Was my “growth” hurting my witness?


I went back to one of my favorite passages on growth, Colossians 2, to see what scripture actually said.  Here Paul is addressing false teachings that were becoming popular at Colossae.  He warns his readers to not be taken prisoner by earthly traditions and philosophies - in other words know the sound doctrine of the faith.  That is usually where I focus when I read this passage - knowing the sound doctrine of the faith.  However, before Paul even gets there he says, very simply, for us to be rooted in Christ Himself, to walk with Him… overflowing with gratitude.


That is when it hit me.  My growth should not only be measured by how much doctrine I know (though sound doctrine is important) but by how Christ like I live.  If my growth gets out of whack, if my head knowledge starts to exceed my heart knowledge, then my growth risks becoming dangerous, unspiritual.  I risk becoming someone who spouts out doctrinal truth at people without showing them first the love that is the true reflection of our faith.  


Doctrine without love or grace is a witness to a cold, dead faith built on traditions and rules.  How good is my witness then?  Likewise if I strive to show love to people but I am afraid or ignorant of true doctrine then my witness is merely one of temporary kindness without eternal truth.


My personal growth must be balanced in love and truth.  For our churches to grow, we must be balanced in love and truth.  How are you growing today?

[1] Chris Talton “I Don’t Want To Grow Up!”

Saturday, June 6, 2015

Who Is Your Barnabas?

1st Thessalonians 5:11 Therefore encourage one another and build each other up as you are already doing.

Have you ever had someone come up to you at just the right time and say what you needed to hear to pick you up and get you going again? Someone who was there for you, encouraged you with word and deed, and helped you if even in a small way?

Who was it?

On the flip side have you ever had someone come up at exactly the wrong time and say something negative that pulls you down? Something that made you feel horrible and worthless?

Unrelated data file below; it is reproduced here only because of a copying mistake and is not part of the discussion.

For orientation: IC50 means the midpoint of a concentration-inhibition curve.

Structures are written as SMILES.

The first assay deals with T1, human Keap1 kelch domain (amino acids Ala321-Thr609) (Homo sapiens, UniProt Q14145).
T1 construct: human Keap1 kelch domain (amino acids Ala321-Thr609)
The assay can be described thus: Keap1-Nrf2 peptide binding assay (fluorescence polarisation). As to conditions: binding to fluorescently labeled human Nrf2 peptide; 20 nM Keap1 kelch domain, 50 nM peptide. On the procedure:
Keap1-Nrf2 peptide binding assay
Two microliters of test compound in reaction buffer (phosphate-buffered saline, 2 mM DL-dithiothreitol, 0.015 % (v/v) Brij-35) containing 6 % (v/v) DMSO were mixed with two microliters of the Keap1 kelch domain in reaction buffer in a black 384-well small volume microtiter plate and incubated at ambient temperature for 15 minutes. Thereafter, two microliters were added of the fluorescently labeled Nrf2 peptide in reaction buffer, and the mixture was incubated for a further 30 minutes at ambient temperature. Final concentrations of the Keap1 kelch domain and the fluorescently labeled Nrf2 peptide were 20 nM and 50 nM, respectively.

Who was it?

Why is it usually easier to bring to mind the one who hurt us instead of the one who encouraged us? Why do we wake up at night gritting our teeth remembering the one who wronged us? Why do we fail to be thankful for the encourager even when we appreciate the results of the encouragement?

In the biblical book of Acts we meet a man named Barnabas who was known as the “Son of Encouragement”. Nearly everyone, Christian or not, has heard of the Apostle Paul but not even many Christians know all that Barnabas did. However if it weren't for this man then Paul would have never gotten his foot in the door, the term “Christian” would most likely not be known and the Gospel of Mark may have never been written. (1)

Barnabas stood up for Paul in the Jerusalem church, and discipled him in his ministry. He encouraged and supported the church at Antioch were the term “Christian” - meaning little Christ – was first used to describe believers. He took famine relief to the church in Jerusalem and he took a chance on a young somewhat skittish missionary named John Mark who would later pen the gospel that bears his name.

We remember the result of the encouragement even though we forget the encourager. However God never forgets when we take the time out to pour a little bit of ourselves – and Him – into the lives of others. God did not forget Barnabas and His word describes him as “a good man, full of the Holy Spirit and of faith.” (Acts 11:24 – HCSB). What a wonderful, eternal testimony!

So my question to you today is who is your Barnabas? Who is your encourager? Do you remember them and if you do have you thanked them?